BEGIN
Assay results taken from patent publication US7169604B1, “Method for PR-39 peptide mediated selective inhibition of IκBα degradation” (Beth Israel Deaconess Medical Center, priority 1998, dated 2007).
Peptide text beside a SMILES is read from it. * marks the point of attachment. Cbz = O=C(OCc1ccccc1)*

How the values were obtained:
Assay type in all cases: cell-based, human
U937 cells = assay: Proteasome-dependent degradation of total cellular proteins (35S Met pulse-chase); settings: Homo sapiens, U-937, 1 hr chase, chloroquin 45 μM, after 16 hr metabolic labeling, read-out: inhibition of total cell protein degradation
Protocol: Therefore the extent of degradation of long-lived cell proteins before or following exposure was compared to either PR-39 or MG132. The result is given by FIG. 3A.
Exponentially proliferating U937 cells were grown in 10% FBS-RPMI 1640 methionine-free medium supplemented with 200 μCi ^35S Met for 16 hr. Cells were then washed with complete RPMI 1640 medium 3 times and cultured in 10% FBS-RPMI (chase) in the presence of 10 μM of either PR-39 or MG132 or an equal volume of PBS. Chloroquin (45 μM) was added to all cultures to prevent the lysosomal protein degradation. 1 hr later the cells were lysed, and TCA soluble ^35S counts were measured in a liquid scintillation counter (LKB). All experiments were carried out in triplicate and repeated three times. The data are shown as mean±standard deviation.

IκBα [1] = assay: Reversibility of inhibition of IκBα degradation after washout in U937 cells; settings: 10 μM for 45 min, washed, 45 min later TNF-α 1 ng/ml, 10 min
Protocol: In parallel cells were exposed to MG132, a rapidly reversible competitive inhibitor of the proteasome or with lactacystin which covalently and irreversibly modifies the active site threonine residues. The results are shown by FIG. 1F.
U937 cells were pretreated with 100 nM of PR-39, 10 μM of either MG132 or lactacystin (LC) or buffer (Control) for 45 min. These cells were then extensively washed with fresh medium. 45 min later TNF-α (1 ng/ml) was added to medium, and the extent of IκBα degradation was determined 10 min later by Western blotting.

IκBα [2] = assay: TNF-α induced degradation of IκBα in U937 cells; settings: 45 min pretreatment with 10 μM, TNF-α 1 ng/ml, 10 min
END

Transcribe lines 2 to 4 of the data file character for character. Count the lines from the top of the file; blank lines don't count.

Peptide text beside a SMILES is read from it. * marks the point of attachment. Cbz = O=C(OCc1ccccc1)*

How the values were obtained:
Assay type in all cases: cell-based, human